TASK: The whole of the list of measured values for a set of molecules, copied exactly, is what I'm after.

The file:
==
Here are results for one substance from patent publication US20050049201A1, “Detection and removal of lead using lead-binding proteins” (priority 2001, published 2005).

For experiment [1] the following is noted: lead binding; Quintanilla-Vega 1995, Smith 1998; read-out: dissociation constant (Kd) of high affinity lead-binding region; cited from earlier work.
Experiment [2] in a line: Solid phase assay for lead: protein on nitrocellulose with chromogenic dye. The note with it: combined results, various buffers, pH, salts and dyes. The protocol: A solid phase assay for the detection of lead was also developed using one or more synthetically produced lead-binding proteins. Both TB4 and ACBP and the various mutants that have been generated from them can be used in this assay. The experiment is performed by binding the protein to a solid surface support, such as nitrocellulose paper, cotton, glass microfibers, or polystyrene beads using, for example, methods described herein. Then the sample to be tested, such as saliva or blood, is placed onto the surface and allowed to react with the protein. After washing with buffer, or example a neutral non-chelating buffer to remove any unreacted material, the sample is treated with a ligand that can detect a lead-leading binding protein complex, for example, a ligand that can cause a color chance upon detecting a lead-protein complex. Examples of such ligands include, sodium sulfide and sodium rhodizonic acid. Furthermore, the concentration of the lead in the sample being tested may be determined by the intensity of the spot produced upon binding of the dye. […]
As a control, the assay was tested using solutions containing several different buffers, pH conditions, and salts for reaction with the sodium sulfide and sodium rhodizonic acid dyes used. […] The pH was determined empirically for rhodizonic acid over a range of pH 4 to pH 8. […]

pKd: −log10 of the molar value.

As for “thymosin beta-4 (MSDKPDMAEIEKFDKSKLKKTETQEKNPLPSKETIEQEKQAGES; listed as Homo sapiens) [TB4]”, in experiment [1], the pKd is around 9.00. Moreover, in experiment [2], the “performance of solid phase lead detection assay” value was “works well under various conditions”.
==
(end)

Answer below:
Here are results for one substance from patent publication US20050049201A1, “Detection and removal of lead using lead-binding proteins” (priority 2001, published 2005).

For experiment [1] the following is noted: lead binding; Quintanilla-Vega 1995, Smith 1998; read-out: dissociation constant (Kd) of high affinity lead-binding region; cited from earlier work.
Experiment [2] in a line: Solid phase assay for lead: protein on nitrocellulose with chromogenic dye. The note with it: combined results, various buffers, pH, salts and dyes. The protocol: A solid phase assay for the detection of lead was also developed using one or more synthetically produced lead-binding proteins. Both TB4 and ACBP and the various mutants that have been generated from them can be used in this assay. The experiment is performed by binding the protein to a solid surface support, such as nitrocellulose paper, cotton, glass microfibers, or polystyrene beads using, for example, methods described herein. Then the sample to be tested, such as saliva or blood, is placed onto the surface and allowed to react with the protein. After washing with buffer, or example a neutral non-chelating buffer to remove any unreacted material, the sample is treated with a ligand that can detect a lead-leading binding protein complex, for example, a ligand that can cause a color chance upon detecting a lead-protein complex. Examples of such ligands include, sodium sulfide and sodium rhodizonic acid. Furthermore, the concentration of the lead in the sample being tested may be determined by the intensity of the spot produced upon binding of the dye. […]
As a control, the assay was tested using solutions containing several different buffers, pH conditions, and salts for reaction with the sodium sulfide and sodium rhodizonic acid dyes used. […] The pH was determined empirically for rhodizonic acid over a range of pH 4 to pH 8. […]

pKd: −log10 of the molar value.

As for “thymosin beta-4 (MSDKPDMAEIEKFDKSKLKKTETQEKNPLPSKETIEQEKQAGES; listed as Homo sapiens) [TB4]”, in experiment [1], the pKd is around 9.00. Moreover, in experiment [2], the “performance of solid phase lead detection assay” value was “works well under various conditions”.